Hey there, time traveller!
This article was published 4/11/2021 (288 days ago), so information in it may no longer be current.
The campaigning is over, the ballots have been counted and Manitoba’s first female leader has been sworn into office. Yet, while Premier Heather Stefanson was celebrating the historic moment, her rival was busy disputing the results and mounting a court challenge. It’s a troubling post-election trend that, these days, is becoming increasingly familiar.
On Tuesday, Progressive Conservative candidate Shelly Glover said, "I am the premier, not her," during an interview with CBC News. That same day, she filed documents asking Manitoba’s Court of Queen’s Bench to declare the results invalid and order a new election.
Ms. Glover’s case centres on alleged irregularities in the vote count and claims that ballot boxes weren’t properly secured. The PC Party election committee has denied the allegations and maintains the electoral process was run fairly and that Ms. Stefanson won by a margin of 363 votes.
Despite meeting with party officials on Wednesday, the former candidate is pushing ahead with her legal battle. Ms. Glover’s lawyer asked the Court of Queen’s Bench for an expedited hearing and, on Thursday, a Nov. 19 date was set to decide whether the court has jurisdiction to hear alleged election irregularities in the PC leadership race.
It was a tight campaign marred by controversy. Days before the leadership convention, the party was scrambling to get ballots to more than 1,000 members who claimed not to have received theirs by mail. The party says it mailed out more than 25,000 ballots and set up pick-up and drop-off stations across the province to ensure members who wanted to could vote.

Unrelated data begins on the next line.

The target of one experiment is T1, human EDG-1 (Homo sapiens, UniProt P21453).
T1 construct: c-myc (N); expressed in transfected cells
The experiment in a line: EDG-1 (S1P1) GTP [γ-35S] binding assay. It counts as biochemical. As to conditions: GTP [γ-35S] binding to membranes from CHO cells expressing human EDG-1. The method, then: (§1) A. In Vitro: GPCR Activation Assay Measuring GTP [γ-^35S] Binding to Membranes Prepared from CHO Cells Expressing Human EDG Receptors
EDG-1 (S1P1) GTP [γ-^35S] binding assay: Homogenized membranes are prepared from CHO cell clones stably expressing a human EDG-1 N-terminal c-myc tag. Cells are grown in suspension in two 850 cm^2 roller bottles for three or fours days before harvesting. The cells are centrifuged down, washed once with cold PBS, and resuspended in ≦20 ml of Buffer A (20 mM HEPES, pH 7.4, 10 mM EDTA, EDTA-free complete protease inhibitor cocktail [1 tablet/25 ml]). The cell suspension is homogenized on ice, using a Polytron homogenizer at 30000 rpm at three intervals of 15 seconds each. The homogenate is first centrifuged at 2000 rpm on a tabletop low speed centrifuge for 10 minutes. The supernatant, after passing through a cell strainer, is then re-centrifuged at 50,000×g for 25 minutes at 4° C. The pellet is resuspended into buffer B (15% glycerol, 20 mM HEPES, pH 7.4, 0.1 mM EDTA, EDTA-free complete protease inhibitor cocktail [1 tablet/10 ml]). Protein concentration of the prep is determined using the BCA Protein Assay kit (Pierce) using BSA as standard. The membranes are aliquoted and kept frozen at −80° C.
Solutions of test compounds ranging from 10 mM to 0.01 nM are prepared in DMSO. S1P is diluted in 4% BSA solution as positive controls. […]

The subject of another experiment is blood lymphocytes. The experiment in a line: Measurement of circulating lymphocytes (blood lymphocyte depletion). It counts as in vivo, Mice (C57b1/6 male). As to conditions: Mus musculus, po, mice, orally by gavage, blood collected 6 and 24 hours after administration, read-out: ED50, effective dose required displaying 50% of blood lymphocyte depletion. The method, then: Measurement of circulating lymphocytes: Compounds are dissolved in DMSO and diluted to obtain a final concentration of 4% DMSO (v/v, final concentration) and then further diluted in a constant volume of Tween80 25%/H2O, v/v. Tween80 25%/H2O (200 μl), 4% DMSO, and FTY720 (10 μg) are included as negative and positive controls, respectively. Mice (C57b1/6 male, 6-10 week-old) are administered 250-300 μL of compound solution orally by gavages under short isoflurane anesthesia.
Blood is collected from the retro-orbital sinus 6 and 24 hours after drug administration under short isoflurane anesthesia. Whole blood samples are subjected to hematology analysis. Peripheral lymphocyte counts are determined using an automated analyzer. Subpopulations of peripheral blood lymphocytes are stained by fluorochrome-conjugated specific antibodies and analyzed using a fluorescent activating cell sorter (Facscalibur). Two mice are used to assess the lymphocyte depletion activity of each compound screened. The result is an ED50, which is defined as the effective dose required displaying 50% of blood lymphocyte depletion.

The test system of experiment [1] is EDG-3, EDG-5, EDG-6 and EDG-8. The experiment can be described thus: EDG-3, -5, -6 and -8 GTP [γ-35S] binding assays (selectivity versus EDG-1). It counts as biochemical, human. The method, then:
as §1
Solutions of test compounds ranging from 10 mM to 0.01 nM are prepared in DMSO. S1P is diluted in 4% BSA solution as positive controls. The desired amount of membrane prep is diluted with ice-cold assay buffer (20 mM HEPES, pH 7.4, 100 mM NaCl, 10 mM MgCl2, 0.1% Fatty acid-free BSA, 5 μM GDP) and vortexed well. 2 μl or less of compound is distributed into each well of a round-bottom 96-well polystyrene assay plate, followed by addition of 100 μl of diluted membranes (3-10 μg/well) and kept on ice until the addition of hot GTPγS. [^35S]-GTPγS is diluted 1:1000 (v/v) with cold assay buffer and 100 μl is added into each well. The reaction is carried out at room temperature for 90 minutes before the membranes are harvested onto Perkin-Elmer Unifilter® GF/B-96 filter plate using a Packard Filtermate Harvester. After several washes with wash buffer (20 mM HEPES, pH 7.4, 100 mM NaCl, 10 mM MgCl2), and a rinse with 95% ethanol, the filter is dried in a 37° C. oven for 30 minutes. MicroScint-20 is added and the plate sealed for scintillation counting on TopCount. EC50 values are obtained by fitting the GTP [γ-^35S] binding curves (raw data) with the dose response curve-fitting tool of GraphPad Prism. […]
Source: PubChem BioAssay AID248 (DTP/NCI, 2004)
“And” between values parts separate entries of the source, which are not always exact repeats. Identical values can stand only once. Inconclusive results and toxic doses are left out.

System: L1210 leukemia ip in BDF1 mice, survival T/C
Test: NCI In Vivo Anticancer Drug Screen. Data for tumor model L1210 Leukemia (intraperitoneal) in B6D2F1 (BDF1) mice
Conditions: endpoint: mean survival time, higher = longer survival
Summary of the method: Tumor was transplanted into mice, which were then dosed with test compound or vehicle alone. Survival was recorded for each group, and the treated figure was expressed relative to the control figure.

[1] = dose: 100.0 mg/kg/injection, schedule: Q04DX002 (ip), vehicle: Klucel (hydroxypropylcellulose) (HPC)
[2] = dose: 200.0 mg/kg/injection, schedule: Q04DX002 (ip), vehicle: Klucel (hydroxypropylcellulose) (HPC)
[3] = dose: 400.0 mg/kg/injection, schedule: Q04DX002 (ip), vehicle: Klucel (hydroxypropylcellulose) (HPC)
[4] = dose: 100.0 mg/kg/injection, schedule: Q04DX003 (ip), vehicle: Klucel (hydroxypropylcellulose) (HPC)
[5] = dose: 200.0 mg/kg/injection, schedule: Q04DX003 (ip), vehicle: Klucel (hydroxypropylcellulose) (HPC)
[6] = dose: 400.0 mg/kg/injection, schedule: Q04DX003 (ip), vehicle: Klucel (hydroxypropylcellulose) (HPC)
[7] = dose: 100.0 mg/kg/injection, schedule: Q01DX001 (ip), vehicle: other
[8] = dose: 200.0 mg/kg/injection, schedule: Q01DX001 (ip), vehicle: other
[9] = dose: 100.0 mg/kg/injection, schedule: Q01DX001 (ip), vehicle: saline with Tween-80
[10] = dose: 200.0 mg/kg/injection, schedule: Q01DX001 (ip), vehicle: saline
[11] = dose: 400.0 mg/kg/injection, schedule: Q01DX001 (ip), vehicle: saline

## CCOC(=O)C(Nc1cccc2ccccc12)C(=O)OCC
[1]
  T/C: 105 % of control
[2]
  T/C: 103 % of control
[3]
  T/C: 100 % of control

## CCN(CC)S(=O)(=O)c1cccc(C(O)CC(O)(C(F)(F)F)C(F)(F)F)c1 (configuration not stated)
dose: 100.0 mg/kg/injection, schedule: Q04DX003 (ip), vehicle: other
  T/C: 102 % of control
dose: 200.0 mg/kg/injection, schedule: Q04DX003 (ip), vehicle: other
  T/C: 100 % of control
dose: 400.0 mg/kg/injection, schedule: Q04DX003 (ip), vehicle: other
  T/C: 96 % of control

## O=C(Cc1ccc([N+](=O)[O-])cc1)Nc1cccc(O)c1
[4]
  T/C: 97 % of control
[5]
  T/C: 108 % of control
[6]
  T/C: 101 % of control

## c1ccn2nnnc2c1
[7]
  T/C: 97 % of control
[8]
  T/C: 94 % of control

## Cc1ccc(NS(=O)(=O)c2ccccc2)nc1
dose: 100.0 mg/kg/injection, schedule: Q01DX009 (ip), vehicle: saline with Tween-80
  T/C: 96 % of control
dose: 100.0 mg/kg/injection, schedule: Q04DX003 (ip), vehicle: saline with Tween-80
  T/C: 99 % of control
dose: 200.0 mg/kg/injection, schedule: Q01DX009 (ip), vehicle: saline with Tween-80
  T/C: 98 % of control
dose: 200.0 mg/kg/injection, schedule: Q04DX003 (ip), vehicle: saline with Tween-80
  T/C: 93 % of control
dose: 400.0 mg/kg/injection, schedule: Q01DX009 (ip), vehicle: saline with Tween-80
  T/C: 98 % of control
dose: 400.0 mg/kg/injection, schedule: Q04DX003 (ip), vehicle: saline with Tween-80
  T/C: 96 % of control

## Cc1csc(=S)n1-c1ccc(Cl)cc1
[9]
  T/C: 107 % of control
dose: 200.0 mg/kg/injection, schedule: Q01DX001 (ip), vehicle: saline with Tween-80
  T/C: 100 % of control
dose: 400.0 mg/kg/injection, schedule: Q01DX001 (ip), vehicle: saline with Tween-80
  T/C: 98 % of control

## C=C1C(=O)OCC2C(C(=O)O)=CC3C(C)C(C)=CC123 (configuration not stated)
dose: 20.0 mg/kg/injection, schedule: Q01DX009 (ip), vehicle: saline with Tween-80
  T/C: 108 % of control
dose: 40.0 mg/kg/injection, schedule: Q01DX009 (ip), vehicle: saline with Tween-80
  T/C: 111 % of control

While it’s, perhaps, no surprise that the losing side is calling foul, the stolen-election rhetoric feeds into a disturbing trend.
Elections Manitoba doesn’t oversee internal party politics and so it will be up to legal challenges, including the possibility of a lawsuit against the PC Party, to decide whether Ms. Glover can provide sufficient evidence to support her claims of tampering. What’s happening outside of the proper legal channels, however, is nothing short of Trumpian.
In the days since Premier Stefanson was named the winner, her challenger has effectively prompted supporters to organize a change.org petition calling to overturn the results and a protest outside the Manitoba Progressive Conservative headquarters, where dozens gathered holding signs that read "Democracy Denied."
No one likes to lose, but alas, that’s the reality of the electoral process. There are winners and there are losers. Claiming, before and after the fact, that you were cheated out of a seat is a tactic popularized by Donald Trump during the 2020 United States presidential election and spurred on by conspiracy theorists.
It’s become normal for politicians and their supporters to rally around claims of voter fraud and election rigging to dispute results they don’t like. Asserting fraud doesn’t make it so, but it does degrade public faith in the democratic process.
Down south, election officials in dozens of states found no evidence of fraud or other irregularities following the 2020 race, according to The New York Times. Still, last month, the denialism was on full display during the California recall election, during which Republicans blamed voter fraud for Gov. Gavin Newsom’s win before the results were even in.
It’s to be hoped the U.S. penchant to falsely cry voter fraud isn’t crossing the border into Manitoba. If Ms. Glover’s allegations are substantiated in court, Tory brass need to be held accountable and members deserve a recall. If not, the candidate needs to apologize for her accusations and overblown reaction to a fair election. Both circumstances are a disappointing slap in the face to democracy.